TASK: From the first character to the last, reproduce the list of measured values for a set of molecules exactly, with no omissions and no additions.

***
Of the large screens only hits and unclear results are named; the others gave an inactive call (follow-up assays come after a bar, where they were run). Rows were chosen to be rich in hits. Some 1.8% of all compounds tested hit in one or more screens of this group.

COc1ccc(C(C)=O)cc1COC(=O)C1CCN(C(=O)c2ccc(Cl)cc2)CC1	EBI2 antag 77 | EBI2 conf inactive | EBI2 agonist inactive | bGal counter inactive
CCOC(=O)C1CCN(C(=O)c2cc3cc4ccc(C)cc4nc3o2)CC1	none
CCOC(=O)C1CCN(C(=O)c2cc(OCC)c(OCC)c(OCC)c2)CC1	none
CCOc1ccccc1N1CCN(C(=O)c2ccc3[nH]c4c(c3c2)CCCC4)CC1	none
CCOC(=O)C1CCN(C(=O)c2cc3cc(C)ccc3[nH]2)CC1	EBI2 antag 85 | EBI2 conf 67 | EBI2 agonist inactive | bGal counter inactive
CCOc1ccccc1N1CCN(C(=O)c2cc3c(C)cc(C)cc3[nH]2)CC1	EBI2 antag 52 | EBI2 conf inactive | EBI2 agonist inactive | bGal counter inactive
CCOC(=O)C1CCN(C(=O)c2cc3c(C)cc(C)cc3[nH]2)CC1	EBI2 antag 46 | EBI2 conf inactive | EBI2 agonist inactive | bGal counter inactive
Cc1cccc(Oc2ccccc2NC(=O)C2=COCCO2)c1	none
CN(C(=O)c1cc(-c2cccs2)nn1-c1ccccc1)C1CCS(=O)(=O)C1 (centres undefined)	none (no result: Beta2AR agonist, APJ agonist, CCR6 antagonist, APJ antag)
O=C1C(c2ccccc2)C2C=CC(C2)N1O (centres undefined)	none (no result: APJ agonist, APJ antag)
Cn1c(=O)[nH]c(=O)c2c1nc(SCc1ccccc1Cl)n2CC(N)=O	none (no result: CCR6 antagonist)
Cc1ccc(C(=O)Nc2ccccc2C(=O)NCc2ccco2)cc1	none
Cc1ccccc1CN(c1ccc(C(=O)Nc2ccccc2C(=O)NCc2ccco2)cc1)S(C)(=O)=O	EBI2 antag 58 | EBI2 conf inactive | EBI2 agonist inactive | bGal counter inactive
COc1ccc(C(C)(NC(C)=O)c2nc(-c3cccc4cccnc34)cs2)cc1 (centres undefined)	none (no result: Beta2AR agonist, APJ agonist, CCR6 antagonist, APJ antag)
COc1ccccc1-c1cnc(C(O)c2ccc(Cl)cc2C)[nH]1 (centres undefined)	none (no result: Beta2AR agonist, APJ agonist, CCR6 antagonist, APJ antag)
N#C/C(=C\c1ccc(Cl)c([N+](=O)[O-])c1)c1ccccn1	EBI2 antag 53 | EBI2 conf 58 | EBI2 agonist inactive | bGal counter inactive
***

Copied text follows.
Of the large screens only hits and unclear results are named; the others gave an inactive call (follow-up assays come after a bar, where they were run). Rows were chosen to be rich in hits. Some 1.8% of all compounds tested hit in one or more screens of this group.

COc1ccc(C(C)=O)cc1COC(=O)C1CCN(C(=O)c2ccc(Cl)cc2)CC1	EBI2 antag 77 | EBI2 conf inactive | EBI2 agonist inactive | bGal counter inactive
CCOC(=O)C1CCN(C(=O)c2cc3cc4ccc(C)cc4nc3o2)CC1	none
CCOC(=O)C1CCN(C(=O)c2cc(OCC)c(OCC)c(OCC)c2)CC1	none
CCOc1ccccc1N1CCN(C(=O)c2ccc3[nH]c4c(c3c2)CCCC4)CC1	none
CCOC(=O)C1CCN(C(=O)c2cc3cc(C)ccc3[nH]2)CC1	EBI2 antag 85 | EBI2 conf 67 | EBI2 agonist inactive | bGal counter inactive
CCOc1ccccc1N1CCN(C(=O)c2cc3c(C)cc(C)cc3[nH]2)CC1	EBI2 antag 52 | EBI2 conf inactive | EBI2 agonist inactive | bGal counter inactive
CCOC(=O)C1CCN(C(=O)c2cc3c(C)cc(C)cc3[nH]2)CC1	EBI2 antag 46 | EBI2 conf inactive | EBI2 agonist inactive | bGal counter inactive
Cc1cccc(Oc2ccccc2NC(=O)C2=COCCO2)c1	none
CN(C(=O)c1cc(-c2cccs2)nn1-c1ccccc1)C1CCS(=O)(=O)C1 (centres undefined)	none (no result: Beta2AR agonist, APJ agonist, CCR6 antagonist, APJ antag)
O=C1C(c2ccccc2)C2C=CC(C2)N1O (centres undefined)	none (no result: APJ agonist, APJ antag)
Cn1c(=O)[nH]c(=O)c2c1nc(SCc1ccccc1Cl)n2CC(N)=O	none (no result: CCR6 antagonist)
Cc1ccc(C(=O)Nc2ccccc2C(=O)NCc2ccco2)cc1	none
Cc1ccccc1CN(c1ccc(C(=O)Nc2ccccc2C(=O)NCc2ccco2)cc1)S(C)(=O)=O	EBI2 antag 58 | EBI2 conf inactive | EBI2 agonist inactive | bGal counter inactive
COc1ccc(C(C)(NC(C)=O)c2nc(-c3cccc4cccnc34)cs2)cc1 (centres undefined)	none (no result: Beta2AR agonist, APJ agonist, CCR6 antagonist, APJ antag)
COc1ccccc1-c1cnc(C(O)c2ccc(Cl)cc2C)[nH]1 (centres undefined)	none (no result: Beta2AR agonist, APJ agonist, CCR6 antagonist, APJ antag)
N#C/C(=C\c1ccc(Cl)c([N+](=O)[O-])c1)c1ccccn1	EBI2 antag 53 | EBI2 conf 58 | EBI2 agonist inactive | bGal counter inactive